EPA Raises the Bar and Oil Refinery Closes in US Virgin Islands

Russ Steele

This story came in over the e-mail transom from CBS Money Watch:

ST. CROIX, U.S. Virgin Islands — The giant Hovensa oil refinery that has dominated the economy and part of the landscape of the island of St. Croix for decades will cease operations next month, the operator said Wednesday.

Industry analysts said the closure is unlikely to have a major effect on the global oil market, but Gov. John de Jongh described the announcement as “a complete body blow” for the U.S. territory. He said Hovensa generated a minimum of $60 million a year in revenue for the government, which already faces a budget crisis.

“Given what we’re going through right now, this is the last bit of news that I wanted to hear,” he said in a teleconference with reporters.

The refinery, the largest private employer in the U.S. Virgin Islands and once one of the largest refiners in the Western Hemisphere, will be converted to an oil storage terminal, said Brian K. Lever, president and chief operating officer of Hovensa LLC.

Why is the plant closing?  Competition from more modern refineries in Asia?  On the other hand, it may have become non-competitive when the EPA got involved.

In January, Hovensa entered into a consent decree with the U.S. Environmental Protection Agency and Justice Department in which the company agreed to invest $700 million on pollution controls after a series of chemical releases affected people living downwind from the refinery. Hovensa also agreed to pay a $5.4 million penalty for violating the Clean Air Act.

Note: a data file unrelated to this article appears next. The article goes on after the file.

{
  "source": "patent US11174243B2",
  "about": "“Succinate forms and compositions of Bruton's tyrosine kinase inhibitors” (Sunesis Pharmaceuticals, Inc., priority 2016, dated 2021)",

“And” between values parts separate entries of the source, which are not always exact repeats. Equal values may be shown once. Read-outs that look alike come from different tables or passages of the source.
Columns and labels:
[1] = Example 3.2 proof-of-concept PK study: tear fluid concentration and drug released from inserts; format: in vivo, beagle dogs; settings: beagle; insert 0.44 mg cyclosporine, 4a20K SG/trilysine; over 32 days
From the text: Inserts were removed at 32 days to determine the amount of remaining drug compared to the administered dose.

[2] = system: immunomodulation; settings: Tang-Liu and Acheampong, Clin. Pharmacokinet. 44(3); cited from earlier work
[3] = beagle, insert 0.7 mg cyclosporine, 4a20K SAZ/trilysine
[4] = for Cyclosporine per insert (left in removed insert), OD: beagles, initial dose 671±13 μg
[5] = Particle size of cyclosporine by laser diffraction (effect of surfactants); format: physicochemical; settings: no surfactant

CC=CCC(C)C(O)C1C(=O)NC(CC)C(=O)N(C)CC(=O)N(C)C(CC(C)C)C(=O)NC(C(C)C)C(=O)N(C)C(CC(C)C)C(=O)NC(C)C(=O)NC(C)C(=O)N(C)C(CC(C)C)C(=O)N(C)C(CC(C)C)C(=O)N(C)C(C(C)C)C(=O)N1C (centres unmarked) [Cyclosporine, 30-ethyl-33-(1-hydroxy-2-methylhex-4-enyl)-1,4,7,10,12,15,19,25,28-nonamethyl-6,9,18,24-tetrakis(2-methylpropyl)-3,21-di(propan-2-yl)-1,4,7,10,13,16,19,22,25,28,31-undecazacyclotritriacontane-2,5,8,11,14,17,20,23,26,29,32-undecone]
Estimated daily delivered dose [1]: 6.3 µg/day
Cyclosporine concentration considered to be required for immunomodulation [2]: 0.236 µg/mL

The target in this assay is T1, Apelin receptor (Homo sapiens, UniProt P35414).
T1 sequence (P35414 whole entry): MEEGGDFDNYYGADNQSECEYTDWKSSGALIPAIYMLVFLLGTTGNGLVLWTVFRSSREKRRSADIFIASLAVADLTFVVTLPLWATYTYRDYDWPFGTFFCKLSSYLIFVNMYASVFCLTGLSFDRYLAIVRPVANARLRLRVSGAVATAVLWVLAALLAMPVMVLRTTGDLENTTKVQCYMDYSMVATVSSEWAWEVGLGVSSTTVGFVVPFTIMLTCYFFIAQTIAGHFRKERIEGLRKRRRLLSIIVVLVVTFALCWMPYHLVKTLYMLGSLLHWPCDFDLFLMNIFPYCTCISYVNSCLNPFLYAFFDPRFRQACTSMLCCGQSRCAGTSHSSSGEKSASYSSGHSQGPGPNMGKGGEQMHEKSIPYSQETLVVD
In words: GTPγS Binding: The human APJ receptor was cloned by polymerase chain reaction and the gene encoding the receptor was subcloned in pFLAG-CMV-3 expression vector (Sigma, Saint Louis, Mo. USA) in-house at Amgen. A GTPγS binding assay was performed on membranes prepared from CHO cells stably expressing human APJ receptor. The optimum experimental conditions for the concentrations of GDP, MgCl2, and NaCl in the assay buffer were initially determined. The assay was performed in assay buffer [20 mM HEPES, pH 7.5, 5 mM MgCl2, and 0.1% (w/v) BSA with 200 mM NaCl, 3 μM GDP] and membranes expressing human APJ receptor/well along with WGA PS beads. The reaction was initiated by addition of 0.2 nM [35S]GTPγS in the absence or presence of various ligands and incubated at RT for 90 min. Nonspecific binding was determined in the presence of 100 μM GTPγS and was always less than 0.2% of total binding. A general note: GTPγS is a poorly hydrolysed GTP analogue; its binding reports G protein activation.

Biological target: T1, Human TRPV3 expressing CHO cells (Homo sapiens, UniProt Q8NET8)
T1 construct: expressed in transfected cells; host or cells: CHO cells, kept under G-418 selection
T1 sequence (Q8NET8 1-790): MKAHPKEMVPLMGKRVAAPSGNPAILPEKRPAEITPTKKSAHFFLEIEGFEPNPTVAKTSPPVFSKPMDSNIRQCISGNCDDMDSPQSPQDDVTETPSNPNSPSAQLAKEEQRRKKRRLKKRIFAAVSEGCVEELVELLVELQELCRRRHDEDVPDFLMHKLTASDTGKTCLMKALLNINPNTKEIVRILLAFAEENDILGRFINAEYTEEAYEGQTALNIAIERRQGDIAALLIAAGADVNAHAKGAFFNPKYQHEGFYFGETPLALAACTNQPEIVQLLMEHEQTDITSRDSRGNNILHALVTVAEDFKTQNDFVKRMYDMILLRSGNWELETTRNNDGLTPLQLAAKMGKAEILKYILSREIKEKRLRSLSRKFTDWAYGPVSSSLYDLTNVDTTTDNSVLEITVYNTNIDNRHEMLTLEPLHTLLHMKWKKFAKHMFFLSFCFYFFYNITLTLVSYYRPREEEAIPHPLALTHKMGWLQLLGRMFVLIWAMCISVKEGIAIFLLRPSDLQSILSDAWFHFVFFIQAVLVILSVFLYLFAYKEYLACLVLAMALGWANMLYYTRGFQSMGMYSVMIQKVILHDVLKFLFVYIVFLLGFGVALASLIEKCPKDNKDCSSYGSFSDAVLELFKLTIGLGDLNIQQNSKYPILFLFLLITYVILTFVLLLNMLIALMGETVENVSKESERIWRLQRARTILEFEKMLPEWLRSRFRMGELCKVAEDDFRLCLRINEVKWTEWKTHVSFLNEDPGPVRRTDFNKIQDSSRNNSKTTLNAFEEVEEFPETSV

With the additional modification costs and fines, it was no longer economical to operate the refinery and the decision was made to close it.  This will have a huge impact on the local economy.  The refinery employs about 1,200 people in St. Croix and has approximately 950 contractors.  Only about 100 people, including contractors, will work at the oil storage terminal.  More jobs lost due to an overactive EPA dedicated to the elimination of fossil fuel energy in the United States. I hope that U.S. Virgin Island voters remember who took their jobs in November.

H/T to a regular reader for this tip.


About Russ Steele
Freelance writer and climate change blogger. Russ spent twenty years in the Air Force as a navigator specializing in electronics warfare and digital systems. After his service he was employed for sixteen years as concept developer for TRW, an aerospace and automotive company, and then was CEO of a non-profit Internet provider for 18 months. Russ's articles have appeared in Comstock's Business, Capitol Journal, Trailer Life, Monitoring Times, and Idaho Magazine.

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